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Flight School: Risked in translation

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Well, no surprise I suppose: Today I fell off my bike twice even before I got to the swimming pool this morning. The slippery sheet-of-ice roads are unfortunately almost as difficult to walk on, but you're going much slower...

The good news is that I didn't break anything. The bad news is that I have two big bruises on my hips, one on each side, and I'll be walking for a while - until some new coat of snow
roughens things up a bit.

Also unfortunately, it hurts like the dickens to pull on a spacesuit over the sore spots!

But more broadly, my first reaction is: Why don't they put some salt on the roads? Whereas a Russian might say: Why do you insist on biking around like an idiot? Can't you tell it's slippery?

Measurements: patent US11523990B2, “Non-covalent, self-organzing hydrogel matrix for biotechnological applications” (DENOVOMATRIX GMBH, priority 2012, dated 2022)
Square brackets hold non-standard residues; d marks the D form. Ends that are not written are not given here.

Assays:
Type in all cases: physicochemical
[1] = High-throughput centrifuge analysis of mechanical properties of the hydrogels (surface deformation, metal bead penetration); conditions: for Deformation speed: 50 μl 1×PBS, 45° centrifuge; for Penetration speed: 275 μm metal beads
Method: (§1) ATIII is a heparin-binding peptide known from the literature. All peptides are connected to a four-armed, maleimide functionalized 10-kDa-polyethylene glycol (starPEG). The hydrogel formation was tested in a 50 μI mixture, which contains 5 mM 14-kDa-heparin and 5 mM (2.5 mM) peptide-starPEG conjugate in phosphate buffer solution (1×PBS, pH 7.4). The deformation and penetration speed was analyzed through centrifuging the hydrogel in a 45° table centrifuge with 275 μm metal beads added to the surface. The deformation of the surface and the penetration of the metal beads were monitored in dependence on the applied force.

The attitudes towards risk are surprising: You'd think that in a government-centric society the government would be expected to take care of people, but the attitude seems to be more that people should take care of themselves since the government has so much else to do. I see accidents waiting to happen everywhere, whereas in the US one can see avoidance-of-lawsuits and prohibitions against risk everywhere...

In space, again, "The Russian attitude is to train the individuals, whereas the American one is more to mask the problem," or so said Dr. Galitsin yesterday, talking to me about space sickness. The Americans generally provide the astronauts with a variety of drugs such as scopolamine, whereas the Russians put people through training on the vestibular chair (a revolving chair; when you move your head up and down you feel as if you were flying - and you can also feel quite sick!) and weightless flights. (Since I probably won't get to go into space this round, I'm quite happy to take a few of the weightless flights; I'm less sure about the vestibular chair!)

More on tomorrow's weightless flight tomorrow. Today, I just wanted to keep my resolution to set up a rhythm of regular posting.